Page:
11 Linking production data to MRIO Method 1: Allocate physical production of each product and country within FAO to an equivalent producing sector and region within GTAP – Relies solely on financial MRIO data to model trade in commodities between sectors Method 2: Allocate physical production to importing regions in GTAP – Hybrid approach; requires harmonisation of datasets and method for dealing with re-exports in the physical data Method 3: Allocate physical production to regions and sectors in GTAP – Retains product detail to greatest extent but requires seed and feed data

12 UK Demand for products from: Product demanded: Total embedded Brazilian land area used for soybean production UKFood products nec184,555 UKTrade34,198 UK Beverages and tobacco products29,981 UK Public Administration Defense Education Health29,697 UK Vegetable oils and fats22,500 ChinaWearing apparel10,715 Brazil Vegetable oils and fats10,146 FAO Trade Data Exports of soybeans to UK What it tells you: Exports of raw materials/commodities to a country. What it doesn’t tell you: Where the final/processed products end up, and whether they are re-exported Any ‘hidden’ impacts embedded in products e.g. soya embedded in meat products DEFRA MODEL UK Demand for products with ‘embedded’ soybeans What it tells you: Impacts (land associated with soybean production in this case) associated with demand for any products (including ‘hidden’ land embedded in products). CountryTonnes Brazil619000 United States of America27908 Ireland19539 Belgium14560 Ukraine10418 Netherlands10097 Italy6806 Argentina5063 China4485

13 Environmental ‘extensions’ can be added to the production data: – From FAO we have details on yields by country and can therefore calculate land requirements – We also have data on water consumption and pollution (in the form of form of green, blue, and grey water – Some fertiliser data is available – IUCN RedList, Important Bird Area databases contain information about species threats – Other regional information about endemism, habitat types etc. These extensions can be viewed in isolation or potentially combined. Linking production quantity to impact

14 Sectors linked to physical production and land use data – sector level (e.g. fruit and veg, not mangos) Physical production linked to environmental drivers of biodiversity loss and indicators

15 Method Summary Defra model enables a detailed look at products and land use/ water/ biodiversity impacts etc. of those products. Benefits of Defra Model: – Retains product-level detail of FAO. Combines FAO physical data with MRIO financial flow data. – Calculates all of the ‘hidden’/embedded impacts in products that might be missed in just direct import/export data of the actual commodity (e.g. captures soya imported via meat products). – Assesses impacts associated with the final consumption of products, compared to FAO trade data where commodities are likely to go into industry (rather than final consumers) and be processed and either consumed or re-exported elsewhere. Defra model: – Still under development, builds on work from OPEN-EU project, adds additional datasets and indicators for anything associated with production of commodities. – Initial results are starting to become available for UK demand….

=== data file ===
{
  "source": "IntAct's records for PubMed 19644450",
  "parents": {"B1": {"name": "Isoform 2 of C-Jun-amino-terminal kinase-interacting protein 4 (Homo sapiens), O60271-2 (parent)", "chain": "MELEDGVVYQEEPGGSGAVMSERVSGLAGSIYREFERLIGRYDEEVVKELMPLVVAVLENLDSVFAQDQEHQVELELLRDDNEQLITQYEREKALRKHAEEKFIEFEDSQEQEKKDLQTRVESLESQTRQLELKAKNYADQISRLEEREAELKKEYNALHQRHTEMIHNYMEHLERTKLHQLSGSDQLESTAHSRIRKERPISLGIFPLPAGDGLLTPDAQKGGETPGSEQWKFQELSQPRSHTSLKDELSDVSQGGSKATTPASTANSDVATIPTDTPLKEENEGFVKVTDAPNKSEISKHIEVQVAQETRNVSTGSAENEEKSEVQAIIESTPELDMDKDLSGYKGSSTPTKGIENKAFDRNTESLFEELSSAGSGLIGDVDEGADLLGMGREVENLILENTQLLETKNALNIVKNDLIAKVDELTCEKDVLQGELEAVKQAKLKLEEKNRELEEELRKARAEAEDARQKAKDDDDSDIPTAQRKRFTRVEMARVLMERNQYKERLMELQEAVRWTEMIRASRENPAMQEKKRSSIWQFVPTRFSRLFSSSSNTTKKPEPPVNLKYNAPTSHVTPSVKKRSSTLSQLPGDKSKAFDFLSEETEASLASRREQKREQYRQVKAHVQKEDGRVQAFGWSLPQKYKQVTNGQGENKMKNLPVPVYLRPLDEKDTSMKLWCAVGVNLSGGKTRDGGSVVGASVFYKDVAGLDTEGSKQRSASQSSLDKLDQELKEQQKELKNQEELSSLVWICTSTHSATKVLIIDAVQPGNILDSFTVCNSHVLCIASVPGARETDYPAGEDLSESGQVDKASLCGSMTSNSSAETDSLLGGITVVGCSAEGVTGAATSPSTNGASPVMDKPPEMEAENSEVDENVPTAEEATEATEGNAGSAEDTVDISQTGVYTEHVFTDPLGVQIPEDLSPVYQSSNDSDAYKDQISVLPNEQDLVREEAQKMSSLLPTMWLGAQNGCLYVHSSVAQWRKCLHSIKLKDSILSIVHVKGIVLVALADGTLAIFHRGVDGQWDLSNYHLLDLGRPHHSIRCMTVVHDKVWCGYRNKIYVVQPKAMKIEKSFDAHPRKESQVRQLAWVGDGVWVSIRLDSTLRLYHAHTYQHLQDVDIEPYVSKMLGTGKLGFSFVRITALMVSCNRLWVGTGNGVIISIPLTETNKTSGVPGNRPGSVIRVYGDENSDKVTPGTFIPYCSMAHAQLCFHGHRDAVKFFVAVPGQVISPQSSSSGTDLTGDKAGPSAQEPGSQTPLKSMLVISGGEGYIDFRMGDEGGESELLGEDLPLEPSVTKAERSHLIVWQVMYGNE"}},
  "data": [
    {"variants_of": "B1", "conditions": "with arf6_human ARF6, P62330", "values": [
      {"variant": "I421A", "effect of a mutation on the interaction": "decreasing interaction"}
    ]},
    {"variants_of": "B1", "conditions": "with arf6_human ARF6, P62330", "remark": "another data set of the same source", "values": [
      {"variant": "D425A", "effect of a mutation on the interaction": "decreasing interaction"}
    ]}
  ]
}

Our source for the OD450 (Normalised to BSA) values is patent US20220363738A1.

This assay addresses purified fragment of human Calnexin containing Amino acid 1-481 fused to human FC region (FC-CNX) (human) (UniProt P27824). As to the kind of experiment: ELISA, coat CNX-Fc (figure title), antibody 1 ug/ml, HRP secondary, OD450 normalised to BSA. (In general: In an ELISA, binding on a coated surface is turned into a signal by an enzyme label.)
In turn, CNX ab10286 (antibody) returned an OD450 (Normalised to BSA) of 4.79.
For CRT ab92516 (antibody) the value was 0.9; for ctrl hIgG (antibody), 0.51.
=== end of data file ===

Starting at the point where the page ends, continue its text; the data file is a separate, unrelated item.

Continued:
16 The Hybrid-MRIO model still only contains information to country-level. To validate the model, and provide further regionally-specific information we are conducting case studies on Brazilian soybeans and shrimps (probably from Asia). It is intended that this approach can be used to drill-down into potential impact ‘hotspots’ inferred in the model. Case Studies and Knowledge Base

17 The following results are (very!) preliminary and therefore only for illustration: – Based on Method 1 (allocating products from FAO to producing sectors in GTAP). – Available for only a handful of commodities at present. – Some outstanding data issues (e.g. with China data in FAO). – Biodiversity extensions are undergoing further work. Preliminary results

18 ‘Raw’ data from FAO shows direct imports of soybeans into the UK by exporting country: Running the data through the hybrid-MRIO model gives us this: Soybean consumption by the UK (2007)

19 We can also look at how demand for different sectors contributes to this production: Soybean consumption by the UK (2007)

20 We can also look at how demand for different sectors contributes to this production: Beyond Production: Top Ten: Seed cotton consumption by the UK (2007) Country Production (tonnes) Production Rank Land Use (ha) Land Use Rank Blue Water (m3) Blue Water Rank Grey Water (m3) Grey Water Rank Redlist Species IBAs (A1) India 390,124 1 266,967 1 728,122,607 13765524081 1210 Pakistan 214,580 2 115,439 2 462,589,208 21525031262 170 United States of America 164,800 3 68,860 4 148,839,426 5351812973 562 Uzbekistan 136,869 4 53,359 5 457,217,578 3113752 1133 Turkmenistan 34,983 5 23,672 7 166,933,847 4386148 826 Brazil 31,314 6 8,578 12 557,141 29188933964 9919 Greece 16,153 7 5,637 13 19,151,158 110116 120 Tajikistan 15,462 8 9,293 10 59,604,994 639873818 9 United Republic of Tanzania 13,338 9 29,911 6 5,303,360 1587639010 12015 Australia 12,623 10 2,630 27 23,057,790 940198717 3964

21 Beyond Production: Seed cotton consumption by the UK (2007)

22 By SEI: – JNCC/SNH project on material flow analysis for Scottish Biomass and links to biodiversity impacts – WWF European Policy Office: EU Policy and consumption-related impacts on WWF Priority Areas for conservation (feasibility study) By others: – Manfred Lenzen’s group in Australia – WWF China Related ongoing and future work

23 Thank you!